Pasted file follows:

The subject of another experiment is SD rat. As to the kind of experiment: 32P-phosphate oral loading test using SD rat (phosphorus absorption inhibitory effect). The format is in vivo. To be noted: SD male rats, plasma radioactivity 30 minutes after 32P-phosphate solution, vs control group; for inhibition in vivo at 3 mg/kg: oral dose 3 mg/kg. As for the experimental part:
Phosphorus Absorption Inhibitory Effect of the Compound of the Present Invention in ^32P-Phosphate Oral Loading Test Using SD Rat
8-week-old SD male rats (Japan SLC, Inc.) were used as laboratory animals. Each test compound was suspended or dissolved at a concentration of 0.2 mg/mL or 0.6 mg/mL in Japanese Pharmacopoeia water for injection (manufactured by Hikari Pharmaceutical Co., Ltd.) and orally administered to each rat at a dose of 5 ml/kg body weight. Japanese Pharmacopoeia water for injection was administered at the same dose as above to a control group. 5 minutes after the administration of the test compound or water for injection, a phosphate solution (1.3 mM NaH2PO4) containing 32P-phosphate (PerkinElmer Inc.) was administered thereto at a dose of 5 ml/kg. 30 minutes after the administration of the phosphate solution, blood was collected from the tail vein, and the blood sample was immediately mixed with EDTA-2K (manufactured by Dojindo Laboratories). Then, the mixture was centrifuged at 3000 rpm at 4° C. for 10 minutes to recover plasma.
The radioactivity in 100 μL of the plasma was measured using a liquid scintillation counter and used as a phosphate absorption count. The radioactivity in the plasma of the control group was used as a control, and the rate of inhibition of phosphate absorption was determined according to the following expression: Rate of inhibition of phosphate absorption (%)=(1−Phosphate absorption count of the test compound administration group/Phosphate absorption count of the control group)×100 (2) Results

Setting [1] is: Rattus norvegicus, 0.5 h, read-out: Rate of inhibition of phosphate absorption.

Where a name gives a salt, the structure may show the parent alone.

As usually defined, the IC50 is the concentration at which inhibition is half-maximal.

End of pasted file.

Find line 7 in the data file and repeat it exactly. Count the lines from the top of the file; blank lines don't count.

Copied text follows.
As usually defined, the IC50 is the concentration at which inhibition is half-maximal.